We had a notice recently, credited to the Gardener's Record, in regard to the packing of American apples. In Covent Garden market, those from the United States had those on the top larger than those below, while those from Canada were the same in the barrels all the way through. This should have been credited to the Garden and not to the Gardener's Record. The kindly intended cautionary paragraph was from the personal investigations of Mr. Robinson. After all, it is the way of the world to put "the best foot foremost," and few are deceived. At the Centennial Exposition an English picture received great credit for its "fidelity to nature." Among other features in the picture a kitten had upset a basket of strawberries, and the way in which the whopping big strawberries "on top" went rolling a long way ahead of the little fellows at the bottom, was especially admired as being true to life. No one suggested, that ever we heard, that "topping over" was not an English strawberry practice, and that the artist had slandered his own countrymen; and from this experience it was rather unexpected to find a grumble when the American cousin imitated the example in the barrel of apples.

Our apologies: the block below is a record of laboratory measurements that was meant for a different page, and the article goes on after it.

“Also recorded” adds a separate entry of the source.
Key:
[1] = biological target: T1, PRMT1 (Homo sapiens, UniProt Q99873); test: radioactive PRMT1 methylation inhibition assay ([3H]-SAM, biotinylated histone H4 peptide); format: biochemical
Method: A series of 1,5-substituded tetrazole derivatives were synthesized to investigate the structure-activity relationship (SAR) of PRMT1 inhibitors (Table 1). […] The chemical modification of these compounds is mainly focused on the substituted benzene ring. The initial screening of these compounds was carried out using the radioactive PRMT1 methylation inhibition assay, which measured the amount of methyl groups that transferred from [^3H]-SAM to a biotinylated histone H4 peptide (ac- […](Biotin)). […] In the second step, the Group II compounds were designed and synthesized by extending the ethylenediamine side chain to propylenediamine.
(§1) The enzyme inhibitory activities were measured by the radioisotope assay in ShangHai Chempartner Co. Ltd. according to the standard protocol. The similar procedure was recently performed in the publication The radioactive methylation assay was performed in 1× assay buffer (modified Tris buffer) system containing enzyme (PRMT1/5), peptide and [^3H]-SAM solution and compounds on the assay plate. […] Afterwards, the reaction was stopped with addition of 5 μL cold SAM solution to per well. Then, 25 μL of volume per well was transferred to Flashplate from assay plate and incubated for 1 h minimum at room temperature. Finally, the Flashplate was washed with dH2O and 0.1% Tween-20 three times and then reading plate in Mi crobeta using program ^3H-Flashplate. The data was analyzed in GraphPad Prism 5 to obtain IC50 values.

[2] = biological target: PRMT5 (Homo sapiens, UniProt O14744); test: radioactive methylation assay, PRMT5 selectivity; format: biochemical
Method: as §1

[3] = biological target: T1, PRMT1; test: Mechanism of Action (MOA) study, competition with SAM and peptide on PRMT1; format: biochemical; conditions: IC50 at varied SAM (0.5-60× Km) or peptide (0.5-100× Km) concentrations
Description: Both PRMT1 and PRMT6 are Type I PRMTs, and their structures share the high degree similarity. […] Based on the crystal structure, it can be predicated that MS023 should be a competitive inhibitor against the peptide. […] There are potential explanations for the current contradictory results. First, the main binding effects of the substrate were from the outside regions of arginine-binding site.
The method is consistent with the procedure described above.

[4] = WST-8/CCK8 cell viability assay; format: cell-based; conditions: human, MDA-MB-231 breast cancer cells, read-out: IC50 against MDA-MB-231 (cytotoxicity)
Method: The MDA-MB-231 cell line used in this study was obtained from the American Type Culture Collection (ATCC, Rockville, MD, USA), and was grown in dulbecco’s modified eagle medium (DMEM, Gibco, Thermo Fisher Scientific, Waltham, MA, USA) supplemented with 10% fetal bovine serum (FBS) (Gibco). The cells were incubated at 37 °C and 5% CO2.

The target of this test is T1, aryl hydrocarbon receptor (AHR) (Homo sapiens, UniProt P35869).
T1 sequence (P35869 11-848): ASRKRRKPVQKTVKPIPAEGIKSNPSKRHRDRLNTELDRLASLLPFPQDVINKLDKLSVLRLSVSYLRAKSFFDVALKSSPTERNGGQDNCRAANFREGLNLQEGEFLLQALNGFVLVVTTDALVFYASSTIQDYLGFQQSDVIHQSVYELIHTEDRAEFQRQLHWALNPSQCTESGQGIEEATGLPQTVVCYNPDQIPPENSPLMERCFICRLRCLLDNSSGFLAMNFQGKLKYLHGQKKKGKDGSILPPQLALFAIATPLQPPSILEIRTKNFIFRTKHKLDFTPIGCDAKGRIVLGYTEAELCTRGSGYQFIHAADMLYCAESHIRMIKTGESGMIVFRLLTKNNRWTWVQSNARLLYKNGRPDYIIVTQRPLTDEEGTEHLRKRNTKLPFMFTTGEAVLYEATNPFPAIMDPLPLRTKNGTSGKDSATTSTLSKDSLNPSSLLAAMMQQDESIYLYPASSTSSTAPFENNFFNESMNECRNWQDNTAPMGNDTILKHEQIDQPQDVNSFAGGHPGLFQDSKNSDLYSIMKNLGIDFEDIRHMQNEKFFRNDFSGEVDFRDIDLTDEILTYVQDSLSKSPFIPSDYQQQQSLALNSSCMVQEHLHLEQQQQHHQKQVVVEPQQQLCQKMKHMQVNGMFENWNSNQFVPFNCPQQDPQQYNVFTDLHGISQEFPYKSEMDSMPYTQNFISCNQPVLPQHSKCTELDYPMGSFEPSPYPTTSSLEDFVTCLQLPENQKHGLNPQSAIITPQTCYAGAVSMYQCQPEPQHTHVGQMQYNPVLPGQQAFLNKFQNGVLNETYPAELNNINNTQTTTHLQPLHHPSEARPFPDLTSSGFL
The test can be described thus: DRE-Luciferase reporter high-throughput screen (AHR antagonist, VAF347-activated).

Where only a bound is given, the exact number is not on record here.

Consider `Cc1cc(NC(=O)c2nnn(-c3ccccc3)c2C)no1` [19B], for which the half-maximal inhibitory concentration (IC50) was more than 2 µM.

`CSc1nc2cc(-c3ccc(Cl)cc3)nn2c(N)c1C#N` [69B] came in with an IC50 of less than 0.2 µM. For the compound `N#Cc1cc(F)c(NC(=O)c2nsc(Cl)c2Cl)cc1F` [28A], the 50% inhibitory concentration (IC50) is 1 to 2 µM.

Still for all this, we commend the conscientiousness of the Canadian apple packer, and the industry of the London apple buyer in discovering it. It may be that the time will come when the true inwardness of all things will be conspicuous on the outer shell, and then those who began the reform will be blessed. For the present it would seem that the polish on the outside must be always expected.